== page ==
Arkansas, the Old South’s last frontier, was forced, after the election of Lincoln, to face the issue of secession. A decade earlier, the state had spurned all efforts from within to withdraw from the Union, but the following ten years drew Arkansas deeper into the economic and cultural community that bound it to the other slaveholding states. Now rumblings of secession were heard even before the president-elect assumed office on March 4, 1861. The question was asked on street corners, in offices, barbershops and living rooms: Would Arkansas leave the Union?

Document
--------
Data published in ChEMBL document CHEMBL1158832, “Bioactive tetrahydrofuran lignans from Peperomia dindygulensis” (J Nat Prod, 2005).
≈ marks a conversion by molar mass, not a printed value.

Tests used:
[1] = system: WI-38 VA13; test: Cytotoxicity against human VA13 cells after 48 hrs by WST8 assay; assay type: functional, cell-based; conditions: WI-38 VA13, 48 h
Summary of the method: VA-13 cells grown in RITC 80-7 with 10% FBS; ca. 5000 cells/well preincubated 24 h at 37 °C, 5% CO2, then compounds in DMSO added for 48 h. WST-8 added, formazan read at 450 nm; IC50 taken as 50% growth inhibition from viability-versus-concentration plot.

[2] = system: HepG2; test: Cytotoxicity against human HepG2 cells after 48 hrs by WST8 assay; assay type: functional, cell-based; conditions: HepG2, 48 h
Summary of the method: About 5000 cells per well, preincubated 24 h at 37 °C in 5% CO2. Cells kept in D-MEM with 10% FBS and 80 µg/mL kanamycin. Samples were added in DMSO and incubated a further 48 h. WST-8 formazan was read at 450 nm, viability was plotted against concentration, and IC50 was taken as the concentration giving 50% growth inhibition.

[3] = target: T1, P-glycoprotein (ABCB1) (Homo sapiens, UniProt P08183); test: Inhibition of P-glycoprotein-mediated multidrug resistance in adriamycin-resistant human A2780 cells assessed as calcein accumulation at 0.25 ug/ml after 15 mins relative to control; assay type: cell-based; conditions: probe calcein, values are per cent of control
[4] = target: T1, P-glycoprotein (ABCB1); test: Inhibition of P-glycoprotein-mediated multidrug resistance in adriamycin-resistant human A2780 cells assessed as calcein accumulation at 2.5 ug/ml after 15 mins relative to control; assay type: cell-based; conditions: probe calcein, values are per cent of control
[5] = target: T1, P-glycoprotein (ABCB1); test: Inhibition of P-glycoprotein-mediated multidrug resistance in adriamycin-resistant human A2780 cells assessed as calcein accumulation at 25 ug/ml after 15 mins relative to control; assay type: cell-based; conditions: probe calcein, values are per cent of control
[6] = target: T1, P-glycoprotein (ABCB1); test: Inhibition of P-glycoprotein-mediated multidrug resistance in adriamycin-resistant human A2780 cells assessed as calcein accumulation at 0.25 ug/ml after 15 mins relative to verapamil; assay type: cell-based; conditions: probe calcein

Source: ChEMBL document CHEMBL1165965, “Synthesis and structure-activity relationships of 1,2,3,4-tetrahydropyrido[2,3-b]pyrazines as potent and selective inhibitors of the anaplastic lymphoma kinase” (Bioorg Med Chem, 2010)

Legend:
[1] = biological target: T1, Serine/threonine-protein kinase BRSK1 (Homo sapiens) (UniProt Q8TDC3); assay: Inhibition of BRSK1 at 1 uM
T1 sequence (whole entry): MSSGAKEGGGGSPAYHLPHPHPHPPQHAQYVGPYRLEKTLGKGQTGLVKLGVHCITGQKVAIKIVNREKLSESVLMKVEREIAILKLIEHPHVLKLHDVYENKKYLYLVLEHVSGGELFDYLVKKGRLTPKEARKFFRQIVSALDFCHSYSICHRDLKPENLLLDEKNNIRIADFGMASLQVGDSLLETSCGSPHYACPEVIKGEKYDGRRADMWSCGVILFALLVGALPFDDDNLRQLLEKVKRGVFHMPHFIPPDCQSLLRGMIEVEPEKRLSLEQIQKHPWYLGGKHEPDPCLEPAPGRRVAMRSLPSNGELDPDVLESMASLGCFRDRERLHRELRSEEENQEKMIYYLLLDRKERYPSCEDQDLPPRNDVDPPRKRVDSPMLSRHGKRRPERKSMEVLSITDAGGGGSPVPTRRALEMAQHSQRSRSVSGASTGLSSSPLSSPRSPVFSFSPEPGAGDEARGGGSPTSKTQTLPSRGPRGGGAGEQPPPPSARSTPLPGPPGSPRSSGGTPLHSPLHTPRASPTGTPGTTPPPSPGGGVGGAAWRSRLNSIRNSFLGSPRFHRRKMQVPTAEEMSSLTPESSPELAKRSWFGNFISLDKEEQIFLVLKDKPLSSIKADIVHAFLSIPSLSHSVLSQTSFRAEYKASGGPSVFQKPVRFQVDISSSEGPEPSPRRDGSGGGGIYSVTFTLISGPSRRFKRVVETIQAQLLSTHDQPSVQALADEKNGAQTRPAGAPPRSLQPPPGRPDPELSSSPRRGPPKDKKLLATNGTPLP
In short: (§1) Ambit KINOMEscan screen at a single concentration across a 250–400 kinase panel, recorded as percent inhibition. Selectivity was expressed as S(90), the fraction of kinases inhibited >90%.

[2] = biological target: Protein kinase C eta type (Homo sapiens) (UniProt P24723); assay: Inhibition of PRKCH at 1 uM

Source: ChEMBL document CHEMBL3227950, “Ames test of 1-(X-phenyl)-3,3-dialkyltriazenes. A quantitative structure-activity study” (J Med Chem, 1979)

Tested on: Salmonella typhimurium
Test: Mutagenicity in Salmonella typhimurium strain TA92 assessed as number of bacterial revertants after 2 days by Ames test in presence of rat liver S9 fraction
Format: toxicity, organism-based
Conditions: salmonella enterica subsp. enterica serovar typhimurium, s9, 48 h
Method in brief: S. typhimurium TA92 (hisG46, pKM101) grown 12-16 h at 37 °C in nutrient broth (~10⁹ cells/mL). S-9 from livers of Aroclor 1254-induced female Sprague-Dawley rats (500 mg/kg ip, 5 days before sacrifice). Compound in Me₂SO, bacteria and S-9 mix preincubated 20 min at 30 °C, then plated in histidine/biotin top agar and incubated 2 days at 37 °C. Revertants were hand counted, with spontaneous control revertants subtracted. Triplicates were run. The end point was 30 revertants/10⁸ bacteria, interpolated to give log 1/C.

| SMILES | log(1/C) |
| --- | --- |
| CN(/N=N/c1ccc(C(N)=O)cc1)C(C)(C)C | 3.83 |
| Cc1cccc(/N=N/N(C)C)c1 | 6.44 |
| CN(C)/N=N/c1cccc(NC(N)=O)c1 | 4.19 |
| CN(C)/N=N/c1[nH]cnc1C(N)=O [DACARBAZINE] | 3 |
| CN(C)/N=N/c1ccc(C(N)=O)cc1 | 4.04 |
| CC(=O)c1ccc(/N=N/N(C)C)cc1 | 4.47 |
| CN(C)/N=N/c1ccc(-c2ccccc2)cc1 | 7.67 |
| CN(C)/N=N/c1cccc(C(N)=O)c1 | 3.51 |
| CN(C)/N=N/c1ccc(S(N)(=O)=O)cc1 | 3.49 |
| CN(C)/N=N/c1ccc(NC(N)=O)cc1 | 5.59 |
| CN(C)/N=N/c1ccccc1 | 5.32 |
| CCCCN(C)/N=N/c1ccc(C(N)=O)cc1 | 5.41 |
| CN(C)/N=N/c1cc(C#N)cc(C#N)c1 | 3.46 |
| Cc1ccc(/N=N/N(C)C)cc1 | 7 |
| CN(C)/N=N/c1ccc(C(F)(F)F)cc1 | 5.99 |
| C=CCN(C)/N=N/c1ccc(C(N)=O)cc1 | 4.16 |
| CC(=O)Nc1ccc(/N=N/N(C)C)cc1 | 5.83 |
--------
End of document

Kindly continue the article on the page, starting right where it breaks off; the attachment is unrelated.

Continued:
Answers to that question caused a fundamental realignment of politics in Arkansas during the winter of 1860–61. The former political coalition of Democrat and Whig fell away in a geographical split between the uplands and the lowlands. In this important and exciting book, the first to tell the story of Arkansas’s road to secession, James Woods examines the differences between uplanders, whose mountain regions offered little useful farmland for any crop, and lowlanders, whose vast deltas were ideally suited for cotton farming. The southern portion of the state began to rely increasingly upon slavery as it became linked to the economy of cotton and Southern antebellum values, but the northern region of the state did not. Woods focuses upon the resulting social, economic, and geographic divisions that grew within Arkansas before and during the secession crisis. He captures the political struggles of the state as it tore away from the nation, and as it threatened, in so doing, to tear itself apart.